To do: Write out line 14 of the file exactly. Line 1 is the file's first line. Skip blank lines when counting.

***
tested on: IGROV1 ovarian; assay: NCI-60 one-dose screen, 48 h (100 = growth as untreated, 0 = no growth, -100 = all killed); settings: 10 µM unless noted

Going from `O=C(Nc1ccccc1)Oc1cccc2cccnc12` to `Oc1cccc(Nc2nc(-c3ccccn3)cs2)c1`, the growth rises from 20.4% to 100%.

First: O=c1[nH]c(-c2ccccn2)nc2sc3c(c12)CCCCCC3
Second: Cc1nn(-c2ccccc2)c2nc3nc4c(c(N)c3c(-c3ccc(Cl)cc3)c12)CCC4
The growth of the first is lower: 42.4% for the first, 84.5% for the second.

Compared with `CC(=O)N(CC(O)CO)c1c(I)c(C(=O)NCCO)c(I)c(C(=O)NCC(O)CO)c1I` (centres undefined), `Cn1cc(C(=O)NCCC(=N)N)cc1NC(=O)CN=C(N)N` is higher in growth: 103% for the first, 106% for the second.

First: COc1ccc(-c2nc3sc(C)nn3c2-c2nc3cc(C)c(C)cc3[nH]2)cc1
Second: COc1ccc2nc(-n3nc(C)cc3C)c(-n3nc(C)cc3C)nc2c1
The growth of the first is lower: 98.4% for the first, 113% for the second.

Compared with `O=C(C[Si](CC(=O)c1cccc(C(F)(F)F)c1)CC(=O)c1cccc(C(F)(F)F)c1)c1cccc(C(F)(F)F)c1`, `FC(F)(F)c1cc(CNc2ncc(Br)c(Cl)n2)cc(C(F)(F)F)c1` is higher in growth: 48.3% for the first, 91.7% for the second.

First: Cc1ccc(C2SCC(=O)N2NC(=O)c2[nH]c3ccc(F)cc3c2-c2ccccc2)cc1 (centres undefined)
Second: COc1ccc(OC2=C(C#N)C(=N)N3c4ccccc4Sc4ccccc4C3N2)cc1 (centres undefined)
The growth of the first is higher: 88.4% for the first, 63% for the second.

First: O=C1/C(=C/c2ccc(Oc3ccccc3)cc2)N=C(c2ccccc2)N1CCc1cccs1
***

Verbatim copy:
First: O=C1/C(=C/c2ccc(Oc3ccccc3)cc2)N=C(c2ccccc2)N1CCc1cccs1